But why did I say ‘most likely’?

 

If we go back to our wine analogy, we know that there’s always going to be a hotspot on every farm. The premier cruz area as it were. Just because the Minas Gerais region produces the most specialty coffee, it doesn’t mean other regions are out of the running. It all comes down to environment.

 

Our House Darker Roast is hand-picked in the Mogiana region of Brazil. Grown at an altitude of 1000m – 1100m, the coffee beans are 100% Yellow Bourbon variety which is known for low acidity and a sweet, nutty flavour. Grown on a hillside, the coffee fruits benefit from longer days and clean air. Meanwhile, the soils are nourished with natural mineral waters from nearby springs. These factors influence the flavour of the beans, creating a smoother, cleaner cup of coffee at the end.

 

Click here to learn more about our House Darker Roast.

Should Brazilian Coffee be Dark Roasted?

Roast profiles aren’t really based on the beans origins. It’s got more to do with personal preference. If you like intense, bitter coffee then you’ll love super dark roasted beans. This is the kind of style of coffee you’ll find in Italy, typically served as espresso with brown sugar to complement the strong flavours. Remember, strong flavours don’t mean stronger coffee in terms of caffeine levels – light roast coffee contains more caffeine than dark roast coffee beans do.

 

Brazilian coffee, particularly high grade specialty coffees picked in these areas, are the perfect candidate for a light roast. The flavours are clean, not overpowered by any one tasting note. You’ll find a lot of nuts, chocolate, vanilla and other complementary flavours so there really is no need to roast too dark.

 

Our House Darker Roast isn’t Italian style dark, in fact it’s much closer to a medium roast. It still makes a gorgeously smooth espresso, perfect drunk solo or as the base to a flat white, latte or cappuccino. However, the slightly lighter roast is a great way to taste all of the flavours if you drink black coffee.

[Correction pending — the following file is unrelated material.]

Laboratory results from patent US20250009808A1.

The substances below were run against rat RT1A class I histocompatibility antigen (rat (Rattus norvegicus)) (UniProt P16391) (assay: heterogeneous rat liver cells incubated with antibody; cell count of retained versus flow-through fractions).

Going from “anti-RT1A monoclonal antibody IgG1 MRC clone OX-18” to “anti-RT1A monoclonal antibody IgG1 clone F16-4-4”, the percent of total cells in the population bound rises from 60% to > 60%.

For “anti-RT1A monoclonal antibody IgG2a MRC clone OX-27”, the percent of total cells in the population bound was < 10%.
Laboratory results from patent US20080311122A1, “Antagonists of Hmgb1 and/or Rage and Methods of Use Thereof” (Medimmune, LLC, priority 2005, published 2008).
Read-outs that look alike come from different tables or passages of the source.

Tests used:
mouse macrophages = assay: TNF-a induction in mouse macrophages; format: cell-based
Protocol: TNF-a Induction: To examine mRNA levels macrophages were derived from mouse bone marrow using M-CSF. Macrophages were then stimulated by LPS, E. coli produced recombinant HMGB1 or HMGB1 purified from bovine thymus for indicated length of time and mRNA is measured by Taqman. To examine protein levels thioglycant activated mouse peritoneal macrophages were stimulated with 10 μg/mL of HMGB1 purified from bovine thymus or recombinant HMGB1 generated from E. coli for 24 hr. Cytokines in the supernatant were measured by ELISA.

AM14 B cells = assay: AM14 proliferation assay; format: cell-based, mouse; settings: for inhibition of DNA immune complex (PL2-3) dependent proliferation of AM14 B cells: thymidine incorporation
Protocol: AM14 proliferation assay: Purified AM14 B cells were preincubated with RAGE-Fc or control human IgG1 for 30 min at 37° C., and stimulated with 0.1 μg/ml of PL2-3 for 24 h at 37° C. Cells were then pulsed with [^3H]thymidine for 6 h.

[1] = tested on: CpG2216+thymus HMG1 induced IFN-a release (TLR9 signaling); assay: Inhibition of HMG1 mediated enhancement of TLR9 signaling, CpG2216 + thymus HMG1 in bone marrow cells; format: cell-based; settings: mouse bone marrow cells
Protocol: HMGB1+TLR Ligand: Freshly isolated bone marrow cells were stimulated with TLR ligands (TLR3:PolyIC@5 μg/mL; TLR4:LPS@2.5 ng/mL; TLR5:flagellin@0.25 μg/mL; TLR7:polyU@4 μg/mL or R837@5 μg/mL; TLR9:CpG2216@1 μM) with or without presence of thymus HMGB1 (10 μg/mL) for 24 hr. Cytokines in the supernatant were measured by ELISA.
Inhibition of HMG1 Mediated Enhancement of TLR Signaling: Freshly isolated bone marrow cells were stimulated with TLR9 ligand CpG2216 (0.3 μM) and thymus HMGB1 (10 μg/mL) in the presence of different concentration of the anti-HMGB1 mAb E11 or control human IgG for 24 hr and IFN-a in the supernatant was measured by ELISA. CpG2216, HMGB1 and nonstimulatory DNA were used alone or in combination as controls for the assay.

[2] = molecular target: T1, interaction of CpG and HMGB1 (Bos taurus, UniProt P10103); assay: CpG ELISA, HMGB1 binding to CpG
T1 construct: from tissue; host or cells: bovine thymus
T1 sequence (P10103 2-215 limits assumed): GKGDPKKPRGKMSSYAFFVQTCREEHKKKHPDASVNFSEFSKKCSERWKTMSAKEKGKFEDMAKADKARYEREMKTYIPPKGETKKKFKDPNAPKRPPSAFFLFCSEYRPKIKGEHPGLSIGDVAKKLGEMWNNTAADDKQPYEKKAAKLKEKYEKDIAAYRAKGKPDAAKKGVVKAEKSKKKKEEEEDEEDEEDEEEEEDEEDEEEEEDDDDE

I’d recommend this House Roast to anyone that like their coffee with milk. With that being said, we don’t roast anything super dark so you’ll get a cracking filter or pour over coffee with these beans as well.

Where Can I Buy Brazilian Coffee?

Brazil is one of the largest producers of coffee beans, both commodity and specialty, so it’s quite easy to find a roaster that offers beans from this country. Our House Darker Roast is hand-picked in Brazil and is available to buy online by the bag or save 10% when you become a coffee subscriber.

 

One thing I’ll always say is try at least two different coffees from a country before you decide whether you like it or not. Supermarket coffee tends to be commodity coffee, which means it hasn’t scored a high enough grade to be deemed as specialty coffee. While the price may lure you in, you definitely can’t base your opinion on an entire regions coffee beans by trying one bag!